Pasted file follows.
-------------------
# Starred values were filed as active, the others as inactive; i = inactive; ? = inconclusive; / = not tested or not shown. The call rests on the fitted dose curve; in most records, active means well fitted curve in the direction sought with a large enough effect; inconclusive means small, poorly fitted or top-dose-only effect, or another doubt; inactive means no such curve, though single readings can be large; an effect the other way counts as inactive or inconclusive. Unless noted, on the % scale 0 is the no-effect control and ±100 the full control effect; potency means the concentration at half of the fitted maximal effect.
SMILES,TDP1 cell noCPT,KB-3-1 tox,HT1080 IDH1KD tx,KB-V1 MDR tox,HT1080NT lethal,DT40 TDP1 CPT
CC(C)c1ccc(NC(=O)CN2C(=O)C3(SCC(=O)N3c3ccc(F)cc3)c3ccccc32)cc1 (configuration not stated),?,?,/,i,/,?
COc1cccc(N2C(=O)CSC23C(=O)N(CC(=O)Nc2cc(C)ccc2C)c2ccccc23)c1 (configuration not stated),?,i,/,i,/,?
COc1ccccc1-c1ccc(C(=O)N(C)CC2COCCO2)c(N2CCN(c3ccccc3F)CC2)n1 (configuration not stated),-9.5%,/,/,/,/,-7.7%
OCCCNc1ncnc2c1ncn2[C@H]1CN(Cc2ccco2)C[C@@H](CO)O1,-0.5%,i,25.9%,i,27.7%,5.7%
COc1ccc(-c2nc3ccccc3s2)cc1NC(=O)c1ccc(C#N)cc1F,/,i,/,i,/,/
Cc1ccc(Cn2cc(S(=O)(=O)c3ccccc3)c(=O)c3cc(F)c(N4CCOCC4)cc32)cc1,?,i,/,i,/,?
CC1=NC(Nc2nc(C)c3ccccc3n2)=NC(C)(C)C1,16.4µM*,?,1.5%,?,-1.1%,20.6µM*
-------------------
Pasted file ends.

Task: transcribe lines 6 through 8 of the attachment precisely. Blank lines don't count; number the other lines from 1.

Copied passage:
OCCCNc1ncnc2c1ncn2[C@H]1CN(Cc2ccco2)C[C@@H](CO)O1,-0.5%,i,25.9%,i,27.7%,5.7%
COc1ccc(-c2nc3ccccc3s2)cc1NC(=O)c1ccc(C#N)cc1F,/,i,/,i,/,/
Cc1ccc(Cn2cc(S(=O)(=O)c3ccccc3)c(=O)c3cc(F)c(N4CCOCC4)cc32)cc1,?,i,/,i,/,?